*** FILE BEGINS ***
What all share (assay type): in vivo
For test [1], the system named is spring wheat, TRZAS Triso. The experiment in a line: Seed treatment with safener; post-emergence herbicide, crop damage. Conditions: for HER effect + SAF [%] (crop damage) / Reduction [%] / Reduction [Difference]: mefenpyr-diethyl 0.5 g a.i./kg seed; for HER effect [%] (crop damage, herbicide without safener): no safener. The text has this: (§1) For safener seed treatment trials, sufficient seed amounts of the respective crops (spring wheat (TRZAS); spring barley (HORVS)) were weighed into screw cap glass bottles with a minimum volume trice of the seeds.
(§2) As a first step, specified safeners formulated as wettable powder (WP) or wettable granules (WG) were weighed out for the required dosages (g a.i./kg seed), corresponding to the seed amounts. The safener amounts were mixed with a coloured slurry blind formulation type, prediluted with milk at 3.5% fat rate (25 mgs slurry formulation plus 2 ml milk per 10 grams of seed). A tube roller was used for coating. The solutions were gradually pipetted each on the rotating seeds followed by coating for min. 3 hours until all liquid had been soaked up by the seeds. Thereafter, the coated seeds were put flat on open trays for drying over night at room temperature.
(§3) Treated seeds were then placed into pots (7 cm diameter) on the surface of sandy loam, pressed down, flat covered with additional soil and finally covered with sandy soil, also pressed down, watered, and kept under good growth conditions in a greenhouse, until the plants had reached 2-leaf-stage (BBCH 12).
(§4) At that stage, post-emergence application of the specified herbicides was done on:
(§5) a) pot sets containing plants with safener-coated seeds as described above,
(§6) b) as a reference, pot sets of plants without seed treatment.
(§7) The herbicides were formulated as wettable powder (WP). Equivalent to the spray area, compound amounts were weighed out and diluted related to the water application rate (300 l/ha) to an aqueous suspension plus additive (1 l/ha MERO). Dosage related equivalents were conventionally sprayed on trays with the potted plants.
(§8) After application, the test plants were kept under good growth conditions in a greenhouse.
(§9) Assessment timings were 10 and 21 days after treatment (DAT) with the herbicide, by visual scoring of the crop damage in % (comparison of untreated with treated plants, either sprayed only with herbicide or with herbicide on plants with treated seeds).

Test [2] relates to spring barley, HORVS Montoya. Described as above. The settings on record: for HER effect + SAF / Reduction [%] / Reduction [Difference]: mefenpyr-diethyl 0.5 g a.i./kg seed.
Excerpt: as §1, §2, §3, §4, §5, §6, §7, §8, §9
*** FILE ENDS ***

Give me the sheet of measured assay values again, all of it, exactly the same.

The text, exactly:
What all share (assay type): in vivo
For test [1], the system named is spring wheat, TRZAS Triso. The experiment in a line: Seed treatment with safener; post-emergence herbicide, crop damage. Conditions: for HER effect + SAF [%] (crop damage) / Reduction [%] / Reduction [Difference]: mefenpyr-diethyl 0.5 g a.i./kg seed; for HER effect [%] (crop damage, herbicide without safener): no safener. The text has this: (§1) For safener seed treatment trials, sufficient seed amounts of the respective crops (spring wheat (TRZAS); spring barley (HORVS)) were weighed into screw cap glass bottles with a minimum volume trice of the seeds.
(§2) As a first step, specified safeners formulated as wettable powder (WP) or wettable granules (WG) were weighed out for the required dosages (g a.i./kg seed), corresponding to the seed amounts. The safener amounts were mixed with a coloured slurry blind formulation type, prediluted with milk at 3.5% fat rate (25 mgs slurry formulation plus 2 ml milk per 10 grams of seed). A tube roller was used for coating. The solutions were gradually pipetted each on the rotating seeds followed by coating for min. 3 hours until all liquid had been soaked up by the seeds. Thereafter, the coated seeds were put flat on open trays for drying over night at room temperature.
(§3) Treated seeds were then placed into pots (7 cm diameter) on the surface of sandy loam, pressed down, flat covered with additional soil and finally covered with sandy soil, also pressed down, watered, and kept under good growth conditions in a greenhouse, until the plants had reached 2-leaf-stage (BBCH 12).
(§4) At that stage, post-emergence application of the specified herbicides was done on:
(§5) a) pot sets containing plants with safener-coated seeds as described above,
(§6) b) as a reference, pot sets of plants without seed treatment.
(§7) The herbicides were formulated as wettable powder (WP). Equivalent to the spray area, compound amounts were weighed out and diluted related to the water application rate (300 l/ha) to an aqueous suspension plus additive (1 l/ha MERO). Dosage related equivalents were conventionally sprayed on trays with the potted plants.
(§8) After application, the test plants were kept under good growth conditions in a greenhouse.
(§9) Assessment timings were 10 and 21 days after treatment (DAT) with the herbicide, by visual scoring of the crop damage in % (comparison of untreated with treated plants, either sprayed only with herbicide or with herbicide on plants with treated seeds).

Test [2] relates to spring barley, HORVS Montoya. Described as above. The settings on record: for HER effect + SAF / Reduction [%] / Reduction [Difference]: mefenpyr-diethyl 0.5 g a.i./kg seed.
Excerpt: as §1, §2, §3, §4, §5, §6, §7, §8, §9